Haggerty: Time for Julien to crack next level

191545.jpg

Haggerty: Time for Julien to crack next level

By JoeHaggerty
CSNNE.com

WILMINGTON -- Everybody knows the Bruins, who haven't gotten past the second round of the playoffs since 1992, suffered particular galling postseason defeats in each of the last two years: Losing Game Seven in overtime at home to the Carolina Hurricanes despite being the Eastern Conference's top seed in 2008-09, and becoming only the third NHL team (and fourth professional sports team) in history to blow a 3-0 series lead in 2009-10 against the Philadelphia Flyers.

On Tuesday, at the dawn of the 2010-11 postseason, the B's bore the full brunt of that pressure upon their shoulders.

And nobody is more heavily burdened than coach Claude Julien, who has suffered the slings and arrows of the Boston sports fan base after having the audacity to lose Game Sevens in each of the last two years.

In both instances, his team played less than ideally. But, in both cases, there were reasons for the defeats.

In 2008-09, the Bruins were a young team that was untested in the playoffs. Last year the B's -- who'd gone into the series without the injured Dennis Seidenberg, and then lost Marco Sturm for the Philadelphia series during the first shift of Game One -- saw the level of Marc Savard's play steadily deteriorate due to post-concussion syndrome. Finally, in Game Four, David Krejci suffered a dislocated wrist that sidelined him for the rest of the year.

Things are a whole different shade of Black and Gold now heading into this years playoffs.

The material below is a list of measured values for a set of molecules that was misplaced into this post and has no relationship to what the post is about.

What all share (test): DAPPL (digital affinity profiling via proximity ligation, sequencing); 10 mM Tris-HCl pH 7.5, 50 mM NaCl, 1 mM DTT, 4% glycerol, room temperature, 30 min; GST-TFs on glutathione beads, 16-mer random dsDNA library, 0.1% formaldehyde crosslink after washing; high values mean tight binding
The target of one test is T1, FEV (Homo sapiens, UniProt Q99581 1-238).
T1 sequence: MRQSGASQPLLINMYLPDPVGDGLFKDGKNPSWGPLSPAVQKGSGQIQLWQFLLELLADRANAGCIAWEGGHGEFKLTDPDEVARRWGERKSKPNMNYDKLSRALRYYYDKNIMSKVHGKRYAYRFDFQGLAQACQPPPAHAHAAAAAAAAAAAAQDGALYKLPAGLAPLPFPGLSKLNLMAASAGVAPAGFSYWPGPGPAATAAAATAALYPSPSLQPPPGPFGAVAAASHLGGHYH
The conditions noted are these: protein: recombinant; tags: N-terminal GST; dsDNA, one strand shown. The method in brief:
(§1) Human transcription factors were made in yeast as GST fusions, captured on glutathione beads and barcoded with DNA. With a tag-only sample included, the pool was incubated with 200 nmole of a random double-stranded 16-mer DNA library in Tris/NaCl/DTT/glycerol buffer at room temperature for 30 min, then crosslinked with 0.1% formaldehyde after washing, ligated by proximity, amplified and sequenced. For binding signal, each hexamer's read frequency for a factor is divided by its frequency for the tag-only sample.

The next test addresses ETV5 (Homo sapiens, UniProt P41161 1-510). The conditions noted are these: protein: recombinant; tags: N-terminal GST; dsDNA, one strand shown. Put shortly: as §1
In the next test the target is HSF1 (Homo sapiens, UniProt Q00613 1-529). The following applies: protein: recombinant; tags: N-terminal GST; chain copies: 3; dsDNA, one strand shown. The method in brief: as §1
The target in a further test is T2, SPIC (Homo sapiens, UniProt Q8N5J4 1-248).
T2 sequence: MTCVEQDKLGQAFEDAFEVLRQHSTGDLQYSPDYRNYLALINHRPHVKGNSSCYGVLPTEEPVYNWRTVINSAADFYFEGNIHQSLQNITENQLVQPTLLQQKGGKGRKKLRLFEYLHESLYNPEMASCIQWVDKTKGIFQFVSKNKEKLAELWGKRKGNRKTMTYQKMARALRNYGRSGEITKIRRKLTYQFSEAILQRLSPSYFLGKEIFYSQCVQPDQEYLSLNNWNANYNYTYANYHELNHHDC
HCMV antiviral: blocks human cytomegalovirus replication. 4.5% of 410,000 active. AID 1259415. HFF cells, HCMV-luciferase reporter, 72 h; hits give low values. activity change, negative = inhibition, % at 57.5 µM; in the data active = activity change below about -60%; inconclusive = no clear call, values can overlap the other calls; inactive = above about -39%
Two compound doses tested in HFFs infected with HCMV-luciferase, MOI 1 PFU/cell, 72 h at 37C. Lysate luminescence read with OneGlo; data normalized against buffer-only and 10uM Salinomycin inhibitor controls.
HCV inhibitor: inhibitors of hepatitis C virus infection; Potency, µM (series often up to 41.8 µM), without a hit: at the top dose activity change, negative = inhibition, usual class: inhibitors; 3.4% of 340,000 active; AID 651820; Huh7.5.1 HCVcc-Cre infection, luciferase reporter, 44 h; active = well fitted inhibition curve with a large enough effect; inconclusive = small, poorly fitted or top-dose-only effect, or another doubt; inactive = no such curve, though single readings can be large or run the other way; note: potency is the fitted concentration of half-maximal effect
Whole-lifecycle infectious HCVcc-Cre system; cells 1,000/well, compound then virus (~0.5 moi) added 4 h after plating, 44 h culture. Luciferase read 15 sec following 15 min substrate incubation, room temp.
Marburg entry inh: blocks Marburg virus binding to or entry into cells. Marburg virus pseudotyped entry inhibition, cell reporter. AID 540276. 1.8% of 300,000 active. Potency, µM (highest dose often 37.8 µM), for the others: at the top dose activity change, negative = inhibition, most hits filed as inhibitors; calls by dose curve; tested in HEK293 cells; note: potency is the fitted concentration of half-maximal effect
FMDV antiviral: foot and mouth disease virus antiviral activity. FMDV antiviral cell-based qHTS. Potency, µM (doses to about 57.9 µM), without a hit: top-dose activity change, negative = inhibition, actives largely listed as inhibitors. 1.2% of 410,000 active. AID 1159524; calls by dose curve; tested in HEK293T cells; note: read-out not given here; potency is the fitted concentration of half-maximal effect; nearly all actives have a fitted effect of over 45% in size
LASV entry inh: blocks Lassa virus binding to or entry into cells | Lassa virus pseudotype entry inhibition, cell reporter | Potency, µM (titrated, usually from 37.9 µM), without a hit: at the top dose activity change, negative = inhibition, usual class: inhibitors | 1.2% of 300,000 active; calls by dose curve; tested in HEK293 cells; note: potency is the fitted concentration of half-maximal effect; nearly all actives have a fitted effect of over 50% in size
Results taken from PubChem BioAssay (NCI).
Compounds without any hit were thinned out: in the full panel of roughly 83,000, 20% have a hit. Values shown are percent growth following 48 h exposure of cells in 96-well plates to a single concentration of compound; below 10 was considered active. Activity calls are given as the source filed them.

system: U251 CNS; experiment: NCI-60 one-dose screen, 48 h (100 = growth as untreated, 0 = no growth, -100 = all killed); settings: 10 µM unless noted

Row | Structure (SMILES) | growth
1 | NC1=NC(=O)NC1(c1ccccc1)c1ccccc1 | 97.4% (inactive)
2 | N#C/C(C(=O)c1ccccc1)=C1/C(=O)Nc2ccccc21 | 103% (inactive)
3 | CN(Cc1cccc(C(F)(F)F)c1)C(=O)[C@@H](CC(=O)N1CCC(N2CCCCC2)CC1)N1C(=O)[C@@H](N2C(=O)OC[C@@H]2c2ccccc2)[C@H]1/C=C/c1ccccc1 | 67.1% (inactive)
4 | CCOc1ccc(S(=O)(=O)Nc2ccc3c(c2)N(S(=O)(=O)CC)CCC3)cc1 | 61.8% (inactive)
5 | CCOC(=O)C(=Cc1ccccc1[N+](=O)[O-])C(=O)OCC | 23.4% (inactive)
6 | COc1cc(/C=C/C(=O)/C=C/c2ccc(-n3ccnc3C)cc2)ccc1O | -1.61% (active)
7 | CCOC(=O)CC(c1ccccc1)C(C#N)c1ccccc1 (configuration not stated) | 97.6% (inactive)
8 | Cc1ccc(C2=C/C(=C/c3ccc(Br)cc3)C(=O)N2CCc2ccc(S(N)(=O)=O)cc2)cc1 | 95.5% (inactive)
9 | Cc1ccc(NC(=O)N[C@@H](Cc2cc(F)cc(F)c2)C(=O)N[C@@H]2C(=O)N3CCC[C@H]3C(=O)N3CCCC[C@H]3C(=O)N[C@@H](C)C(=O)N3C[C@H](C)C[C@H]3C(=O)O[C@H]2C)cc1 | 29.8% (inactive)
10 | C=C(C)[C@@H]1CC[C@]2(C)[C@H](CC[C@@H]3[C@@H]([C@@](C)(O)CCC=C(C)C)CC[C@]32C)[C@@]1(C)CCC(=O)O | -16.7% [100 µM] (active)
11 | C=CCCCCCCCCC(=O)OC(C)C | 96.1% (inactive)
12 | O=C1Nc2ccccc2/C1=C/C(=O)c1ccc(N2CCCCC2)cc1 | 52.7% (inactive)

The Bruins are robustly healthy. Theyre scoring almost a full goal per game more than they did last season. Theyre defending just as fiercely as ever. It seems everything's in place for a long, extended run through the Eastern Conference.

And that means failure is not an option.

Hence the pressure.

"I think everybody knows what's at stake here," said Julien. "I think we've got a pretty good hockey team that we feel can certainly compete for the Stanley Cup. That hasn't changed either. We've felt we've had that for a few years now.

Things happen along the way. As I've said, there are 29 teams at the end of the year that are disappointed. We don't want to be one of those teams this year. We want to be the team that's celebrating at the end. That's going to be our approach."

What does all that mean?

It means the heat is now officially on Julien and the rest of the Bs coaching staff.

They enter a highly anticipated first-round series series with the Montreal Canadiens holding home-ice advantage. Zdeno Chara and Tim Thomas are as good as theyre ever going to be. Young players like Krejci, Milan Lucic and Patrice Bergeron are entering their primes.

This is the time if ever there was one.

Home ice becomes a big deal when playing a team like the Canadiens, who have a raucous advantage at the ridiculously vibrant Bell Centre a spot where the Bruins havent won a game since February 2010. Theres plenty of respect for the Habs among the players in the Bs dressing room, and Boston knows that Montreal's power play cranked it up to 32 percent success (9-for-28) against them this season.

If it turns into a special-teams fiesta, the Bruins are in trouble. But if the Habs show up at the Garden looking like the shaky-legged cowards who simply gave up the last time they were in Boston, then the series could be over quickly.

If we focus on how we do things then we know were tough to play against, and if we dont then we give them opportunities, said Mark Recchi. Our coaching staff will give us game plans and adjustments, but the bottom line is we feel if we play the way were capable of playing then we can beat anybody on any night.

But you cant talk about it. Youve got to do it on the ice. Guys are ready to go out and start doing it.

But that all goes back Julien, who has to be assuming that failure to at least get into the conference finals will have its consequences.

The coach has been at the helm of six playoff teams during his NHL career, but has never made it past the second round. He didnt even make it to the playoffs in 2007 when he coached the Devils to a 107-point season but was then fired before the playoffs started because general manager Lou Lamoriello didnt feel like the team was ready for a Stanley Cup run.